I feel like a janitor to a secret building, laden as I am with at least three keys that don’t seem to do anything. They simply don’t apply to any door in the palazzo. I’ve checked with my estate agent, the landlady and generally strangers I pass on the palazzo steps, waving them absentmindedly in their faces – to no avail.
They are orphan keys. They hang happily next to my actual apartment keys. Are they for the post box? No. The grim-looking cupboard half way up the stairs? No. The solaio, the attic? Nope. Convinced they will be of the utmost importance before I leave, I eye them on my way in and out, the child in me hoping that they’ll unlock some unknown, secret world when I need it most.
3. A dangling chandelier
Don’t you just love chandeliers? One of the interior touches that caught my eye was a black chandelier hanging from the ceiling – not embellished by dripping, handmade globules of Murano glass – just simple (probably Ikea.)
Sadly, I mean, obviously – none of the lightbulbs worked. But while my boyfriend sweetly replaced them, I admired the eccentric black and white tiles in the hallway, sunbeam smattered and airy living room spilling over the terrace through flowing, white curtains, the view of pink, stucco fronted palazzos – it was as close to a luxury apartment I could get.
Maybe the agente immobiliare cashed in on the fact that if something is beautiful, it doesn’t mean it needs to function.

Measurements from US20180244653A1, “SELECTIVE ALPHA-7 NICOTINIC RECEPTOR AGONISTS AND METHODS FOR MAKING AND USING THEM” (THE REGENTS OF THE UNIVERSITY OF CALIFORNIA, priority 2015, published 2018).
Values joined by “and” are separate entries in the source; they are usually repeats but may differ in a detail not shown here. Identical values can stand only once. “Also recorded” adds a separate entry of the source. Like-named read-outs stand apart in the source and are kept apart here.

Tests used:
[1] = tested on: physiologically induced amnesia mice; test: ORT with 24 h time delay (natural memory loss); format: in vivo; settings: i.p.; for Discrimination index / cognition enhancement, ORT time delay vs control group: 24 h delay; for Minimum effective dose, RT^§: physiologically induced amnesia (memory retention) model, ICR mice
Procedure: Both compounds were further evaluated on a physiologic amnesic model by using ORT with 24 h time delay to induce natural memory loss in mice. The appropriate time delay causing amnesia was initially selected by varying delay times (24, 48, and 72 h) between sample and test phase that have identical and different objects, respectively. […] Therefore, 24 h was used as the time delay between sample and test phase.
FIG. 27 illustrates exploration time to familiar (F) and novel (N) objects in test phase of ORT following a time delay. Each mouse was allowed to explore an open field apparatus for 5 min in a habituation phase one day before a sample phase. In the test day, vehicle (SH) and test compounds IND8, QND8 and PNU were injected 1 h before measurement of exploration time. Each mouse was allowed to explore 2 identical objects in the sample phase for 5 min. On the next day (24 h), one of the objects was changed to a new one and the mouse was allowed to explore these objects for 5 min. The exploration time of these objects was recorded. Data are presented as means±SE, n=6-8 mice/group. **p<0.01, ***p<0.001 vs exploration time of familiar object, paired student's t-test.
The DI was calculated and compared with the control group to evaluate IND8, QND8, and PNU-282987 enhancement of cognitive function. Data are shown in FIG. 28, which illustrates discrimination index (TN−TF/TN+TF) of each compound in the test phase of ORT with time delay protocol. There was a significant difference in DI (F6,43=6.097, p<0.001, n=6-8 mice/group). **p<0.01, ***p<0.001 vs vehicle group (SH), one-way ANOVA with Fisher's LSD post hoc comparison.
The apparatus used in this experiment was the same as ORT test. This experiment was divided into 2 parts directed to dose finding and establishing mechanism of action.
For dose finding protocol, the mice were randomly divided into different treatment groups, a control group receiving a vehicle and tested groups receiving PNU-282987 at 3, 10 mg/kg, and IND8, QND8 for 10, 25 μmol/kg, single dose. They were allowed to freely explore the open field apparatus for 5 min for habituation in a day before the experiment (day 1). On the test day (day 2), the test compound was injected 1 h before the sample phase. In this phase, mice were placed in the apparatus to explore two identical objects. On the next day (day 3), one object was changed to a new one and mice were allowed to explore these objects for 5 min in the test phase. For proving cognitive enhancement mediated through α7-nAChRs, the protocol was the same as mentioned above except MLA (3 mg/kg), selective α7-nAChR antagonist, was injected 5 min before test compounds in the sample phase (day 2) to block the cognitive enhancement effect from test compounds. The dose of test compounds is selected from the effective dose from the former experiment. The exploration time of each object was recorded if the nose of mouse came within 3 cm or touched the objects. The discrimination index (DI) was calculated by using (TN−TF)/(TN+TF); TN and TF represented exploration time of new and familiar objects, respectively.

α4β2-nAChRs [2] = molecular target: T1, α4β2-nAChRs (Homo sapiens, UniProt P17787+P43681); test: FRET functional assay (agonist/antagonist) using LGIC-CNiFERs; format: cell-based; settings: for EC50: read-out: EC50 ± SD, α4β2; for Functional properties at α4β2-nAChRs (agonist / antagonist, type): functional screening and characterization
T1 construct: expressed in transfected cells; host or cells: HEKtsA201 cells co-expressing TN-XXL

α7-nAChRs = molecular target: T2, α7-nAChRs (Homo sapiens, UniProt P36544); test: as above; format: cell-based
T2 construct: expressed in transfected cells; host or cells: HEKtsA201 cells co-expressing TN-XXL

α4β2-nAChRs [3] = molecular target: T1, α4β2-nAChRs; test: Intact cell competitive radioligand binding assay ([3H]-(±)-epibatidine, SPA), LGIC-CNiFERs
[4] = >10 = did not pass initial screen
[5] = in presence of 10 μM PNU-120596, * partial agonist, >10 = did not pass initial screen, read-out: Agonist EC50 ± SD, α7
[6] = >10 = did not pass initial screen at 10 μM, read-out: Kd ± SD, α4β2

5. To clean or not to clean?
In London, you’ll be hung, drawn and quartered – twice – if you fail to professionally clean your flat before leaving it. Woe betide you if so much as a splodge is found on the kitchen surface. Absolutely leave a shiny invoice of proof for the beady eyed estate agent whose sole purpose in life is to cause as much anguish for you as is feasibly possible.
It was odd then moving into the apartment to find it noticeably unclean. Sticky. The following weekend was spent scrubbing, brushing, bleaching to within an inch of my life, American Psycho‘s Patrick Bateman would’ve have been proud.
6. Plant presents
The lady who previously lived in the flat left me a delightful selection of surprise plants on the terrace: a pointy Aloe Vera and a miniature, darling peach tree where promising buds are just peeking their way into the world again. Perhaps she couldn’t be bothered to haul them down the three flights of stairs. Or perhaps she was feeling generous and inspired to leave a homely trace especially for me.
During winter, my terrace was a rather desolate: a ‘graveyard for plants’ I was rudely informed.
I popped onto the chilly terrace every now and then to rearrange and poke at the plants. Wondering how I manage to simultaneously neglect and overindulge them with water.
Now that spring is here, I’m thrilled to see the peach tree is alive, (hurrah!) but my Ikea Dracaena Marginata couldn’t look more dead. Am I allowed to blame Ikea for that one?
Anyway, the ex-tenant left a colourful welcome letter sprinkled with spontaneity and kindness that made a nice change to a grim invoice. Now that’s the kind of document I’ll treasure and store safely away.